Recent Research Activities from the EOM Working Groups

Health impacts of anthropogenic biomass burning in the developed world.

Torben Sigsgaard et al., 2015

Climate change policies have stimulated a shift towards renewable energy sources such as biomass. The economic crisis of 2008 has also increased the practice of household biomass burning as it is often cheaper than using oil, gas or electricity for heating. As a result, household biomass combustion is becoming an important source of air pollutants in the European Union.This position paper discusses the contribution of biomass combustion to pollution levels in Europe, and the emerging evidence on the adverse health effects of biomass combustion products.Epidemiological studies in the developed world have documented associations between indoor and outdoor exposure to biomass combustion products and a range of adverse health effects. A conservative estimate of the current contribution of biomass smoke to premature mortality in Europe amounts to at least 40 000 deaths per year.We conclude that emissions from current biomass combustion products negatively affect respiratory and, possibly, cardiovascular health in Europe. Biomass combustion emissions, in contrast to emissions from most other sources of air pollution, are increasing. More needs to be done to further document the health effects of biomass combustion in Europe, and to reduce emissions of harmful biomass combustion products to protect public health.

Sigsgaard T1, Forsberg B2, Annesi-Maesano I3, Blomberg A4, Bølling A5, Boman C6, Bønløkke J7, Brauer M8, Bruce N9, Héroux ME10, Hirvonen MR11, Kelly F12, Künzli N13, Lundbäck B14, Moshammer H15, Noonan C16, Pagels J17, Sallsten G18, Sculier JP19, Brunekreef B20.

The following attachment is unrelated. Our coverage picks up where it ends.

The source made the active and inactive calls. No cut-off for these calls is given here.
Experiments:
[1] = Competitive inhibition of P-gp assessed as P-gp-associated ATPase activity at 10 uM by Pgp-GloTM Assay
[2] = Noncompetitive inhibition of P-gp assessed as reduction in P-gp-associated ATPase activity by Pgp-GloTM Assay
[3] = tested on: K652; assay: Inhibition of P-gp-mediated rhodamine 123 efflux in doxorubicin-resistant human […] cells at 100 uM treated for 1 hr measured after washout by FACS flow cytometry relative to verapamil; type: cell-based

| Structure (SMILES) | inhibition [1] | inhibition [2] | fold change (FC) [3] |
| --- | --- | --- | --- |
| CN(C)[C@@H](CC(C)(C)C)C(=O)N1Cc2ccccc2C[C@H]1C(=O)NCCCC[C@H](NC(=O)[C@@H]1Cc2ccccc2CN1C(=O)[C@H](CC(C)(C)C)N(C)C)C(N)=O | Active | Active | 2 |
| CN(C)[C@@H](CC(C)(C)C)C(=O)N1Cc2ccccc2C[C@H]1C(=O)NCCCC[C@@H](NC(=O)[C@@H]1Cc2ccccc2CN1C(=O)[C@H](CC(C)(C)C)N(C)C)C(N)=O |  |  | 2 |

http://www.ncbi.nlm.nih.gov/pubmed/?term=Health+impacts+of+anthropogenic+biomass+burning+in+the+developed+world

Clean air in Europe: beyond the horizon?

Brunekreef B, Künzli N, Pekkanen J, Annesi-Maesano I, Forsberg B, Sigsgaard T, Keuken M, Forastiere F, Barry M, Querol X, Harrison RM.

Effects of wood smoke particles from wood-burning stoves on the respiratory health of atopic humans.

Climate change policies have stimulated a shift towards renewable energy sources such as biomass. The economic crisis of 2008 has also increased the practice of household biomass burning as it is often cheaper than using oil, gas or electricity for heating. As a result, household biomass combustion is becoming an important source of air pollutants in the European Union.This position paper discusses the contribution of biomass combustion to pollution levels in Europe, and the emerging evidence on the adverse health effects of biomass combustion products.Epidemiological studies in the developed world have documented associations between indoor and outdoor exposure to biomass combustion products and a range of adverse health effects. A conservative estimate of the current contribution of biomass smoke to premature mortality in Europe amounts to at least 40 000 deaths per year.We conclude that emissions from current biomass combustion products negatively affect respiratory and, possibly, cardiovascular health in Europe. Biomass combustion emissions, in contrast to emissions from most other sources of air pollution, are increasing. More needs to be done to further document the health effects of biomass combustion in Europe, and to reduce emissions of harmful biomass combustion products to protect public health.